"He’s going to judge if I’m intimidated; I’m going to show him that I’m not." - Darren Uyenoyama
Earning legendary status is virtually every fighter’s fantasy. Yet few ever prove worthy of immortality among the ages. In the Land of the Rising Sun, the short list of timeless MMA stars is headed by names such as Sakuraba, Gomi, Sudo, Aoki and Akiyama. Another widely revered and dynamic figure in Japan, near the very top of the list, is the bundle of fast-twitch ferocity that is Norifumi “Kid” Yamamoto. The Japanese superstar who just happens to be Darren Uyenoyama’s next opponent.
They say that when you beat another fighter, you steal a part of his achievements, a part of his power transfers to you. This potential inheritance is part of what drives Uyenoyama.
“Ten years from now people will talk about Kid Yamamoto and what he did in his career,” Uyenoyama said in the days leading up to his UFC debut. “Other people would kill for these opportunities. I’ve been really fortunate, so I want to make the most out of it.”
The UFC on FOX undercard matchup, which will be broadcast live and free on Facebook, strikes at the heart of Uyenoyama’s identity and therefore carries even greater consequence to him. He is a third-generation Japanese-American whose ancestry can be traced to Buddhist Church officials who relocated to Hawaii to serve Japanese migrants who worked in the cane fields. Though he was born in San Francisco, 32-year-old Uyenoyama had long romanticized Japan and its celebrated MMA scene. The Brazilian jiu-jitsu practitioner went from spectator to participant back in 2002, when he needed $3,000 to cover expenses for his wedding. A Japanese MMA organization offered him a fight – for exactly $3,000. Uyenoyama accepted, and notched his first pro win via decision before walking down the aisle and tying the knot.
A veteran of Strikeforce, Uyenoyama has fought on several other occasions in the land of his ancestors. In his most recent fight, last year, the heavy underdog upset then-Shooto champion Shuichiro Katsumura in a non-title affair. Despite notching the biggest win of his career, Uyenoyama feels unfulfilled and disappointed regarding his time in Japan. He had expected more, wishing the Japanese would embrace him as one of their own.
“Me being a Japanese-American, I wanted to be accepted by them, to show that I was worthy,” he said. “I was a big fan of the Japanese MMA scene so I had this view that it was so great. Then I went over there and saw how things really were and I was kind of jaded by it. It was really hard because when I was fighting there they wanted me to behave like a Japanese fighter but they treated me like a foreigner. They didn’t treat me too well. Every situation that they brought me in for was on like two weeks’ notice against one of their best guys. And they would always want me to bring like one cornerman, or no cornermen, you know. I felt like I was being set up to fail.”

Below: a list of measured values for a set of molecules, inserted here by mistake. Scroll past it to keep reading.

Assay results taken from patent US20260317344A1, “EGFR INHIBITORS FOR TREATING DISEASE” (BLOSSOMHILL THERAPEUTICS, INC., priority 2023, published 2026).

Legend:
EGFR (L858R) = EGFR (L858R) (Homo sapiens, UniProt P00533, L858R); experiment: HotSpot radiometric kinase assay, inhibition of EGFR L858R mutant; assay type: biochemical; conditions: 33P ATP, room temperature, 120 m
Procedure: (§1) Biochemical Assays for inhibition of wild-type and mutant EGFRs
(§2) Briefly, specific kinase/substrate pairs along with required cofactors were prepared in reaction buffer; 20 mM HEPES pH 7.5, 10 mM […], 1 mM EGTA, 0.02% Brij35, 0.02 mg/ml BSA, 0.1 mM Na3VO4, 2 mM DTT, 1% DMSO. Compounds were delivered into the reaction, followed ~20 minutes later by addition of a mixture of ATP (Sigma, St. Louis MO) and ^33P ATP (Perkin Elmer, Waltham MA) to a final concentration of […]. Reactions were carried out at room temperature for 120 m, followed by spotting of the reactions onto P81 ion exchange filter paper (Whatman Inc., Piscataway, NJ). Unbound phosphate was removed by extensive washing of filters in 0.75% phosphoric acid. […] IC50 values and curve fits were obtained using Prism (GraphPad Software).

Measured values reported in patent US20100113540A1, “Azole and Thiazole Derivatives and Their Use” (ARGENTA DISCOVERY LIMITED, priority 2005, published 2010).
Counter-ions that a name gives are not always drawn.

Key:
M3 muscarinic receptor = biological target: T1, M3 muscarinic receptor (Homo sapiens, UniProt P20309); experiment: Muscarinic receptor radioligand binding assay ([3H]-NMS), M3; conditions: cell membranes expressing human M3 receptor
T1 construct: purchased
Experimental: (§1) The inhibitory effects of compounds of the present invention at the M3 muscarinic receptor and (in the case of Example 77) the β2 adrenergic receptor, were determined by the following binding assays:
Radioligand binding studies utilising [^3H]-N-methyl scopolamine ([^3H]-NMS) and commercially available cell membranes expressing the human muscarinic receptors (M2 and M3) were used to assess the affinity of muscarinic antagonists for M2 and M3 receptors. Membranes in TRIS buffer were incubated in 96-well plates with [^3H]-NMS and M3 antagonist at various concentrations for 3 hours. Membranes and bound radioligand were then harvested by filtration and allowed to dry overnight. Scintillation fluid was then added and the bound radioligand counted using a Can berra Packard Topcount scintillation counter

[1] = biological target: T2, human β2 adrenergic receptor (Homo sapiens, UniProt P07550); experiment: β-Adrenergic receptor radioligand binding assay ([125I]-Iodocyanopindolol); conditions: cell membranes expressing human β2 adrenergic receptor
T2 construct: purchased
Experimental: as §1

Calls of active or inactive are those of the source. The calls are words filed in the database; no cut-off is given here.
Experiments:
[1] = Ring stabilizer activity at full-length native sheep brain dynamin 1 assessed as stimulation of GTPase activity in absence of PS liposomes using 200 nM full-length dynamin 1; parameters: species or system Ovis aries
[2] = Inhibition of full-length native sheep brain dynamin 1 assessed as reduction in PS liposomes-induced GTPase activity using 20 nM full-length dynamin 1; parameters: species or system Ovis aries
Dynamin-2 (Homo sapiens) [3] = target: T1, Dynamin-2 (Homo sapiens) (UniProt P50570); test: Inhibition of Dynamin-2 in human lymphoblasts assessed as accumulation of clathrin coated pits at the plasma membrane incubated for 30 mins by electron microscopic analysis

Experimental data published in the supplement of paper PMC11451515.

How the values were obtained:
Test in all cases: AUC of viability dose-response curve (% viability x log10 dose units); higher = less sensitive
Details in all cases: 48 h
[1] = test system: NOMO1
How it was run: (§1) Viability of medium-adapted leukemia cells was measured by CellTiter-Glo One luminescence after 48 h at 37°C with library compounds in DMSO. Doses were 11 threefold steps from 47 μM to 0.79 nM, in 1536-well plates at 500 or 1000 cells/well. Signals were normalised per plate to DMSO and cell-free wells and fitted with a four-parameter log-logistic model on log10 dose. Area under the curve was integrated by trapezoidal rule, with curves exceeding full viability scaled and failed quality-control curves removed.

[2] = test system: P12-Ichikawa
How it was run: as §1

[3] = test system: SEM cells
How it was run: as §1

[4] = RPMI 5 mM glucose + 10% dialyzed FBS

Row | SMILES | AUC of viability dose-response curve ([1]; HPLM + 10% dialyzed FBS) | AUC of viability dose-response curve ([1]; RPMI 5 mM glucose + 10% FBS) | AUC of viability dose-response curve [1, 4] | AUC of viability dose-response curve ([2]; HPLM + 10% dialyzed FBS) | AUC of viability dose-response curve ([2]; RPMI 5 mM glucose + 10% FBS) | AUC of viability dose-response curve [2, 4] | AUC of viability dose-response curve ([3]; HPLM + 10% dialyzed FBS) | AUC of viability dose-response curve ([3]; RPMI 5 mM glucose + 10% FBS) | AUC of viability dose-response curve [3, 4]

After a lengthy contract dispute, Uyenoyama signed with the UFC. The Ralph Gracie black belt was surprised to learn that the opponent for his UFC debut would be a Japanese legend.
“This was supposed to happen a long time ago (in Japan),” Uyenoyama said. “Even though this is in the UFC it’s really a Japanese MMA fight. You have two guys who are known in the Japanese MMA scene so I think it will be super-exciting. I don’t see myself holding back and playing it safe and I don’t think he will play it safe, either.
“I see him coming across the ring. He’s going to judge if I’m intimidated; I’m going to show him that I’m not. I will close the distance with him and display how good my grappling and top position ground and pound is. If I end up on bottom I will show some transitions and submissions that have never been seen before.”
With a Pan American championship and World Grappling Games title on his resume, Uyenoyama’s world-class ground skills are beyond reproach. Yet the nine-year veteran has never been able to shake the one-dimensional label of being “a jiu-jitsu guy” in MMA. Because of that reputation, Uyenoyama suspects that Yamamoto is salivating at the matchup.
“Honestly, I think he thinks this is an ideal matchup for him,” Uyenoyama said. “He knows that I’m a smaller 135-pounder because I plan on going down to 125. So he won’t be fighting one of the bigger guys like Michael McDonald or something. I think they see me as a smaller, less physically strong guy in the 135-pound division. And he’s got a good record against (so-called) ‘Jiu-jitsu fighters.’ He’s beaten Bibiano Fernandes, Rani Yahya and Royler Gracie. So I think they see me as fitting into a mold of fighters that he’s beaten already.”
Uyenoyama took the fight precisely because he believes the scouting report on him is a bunch of hooey.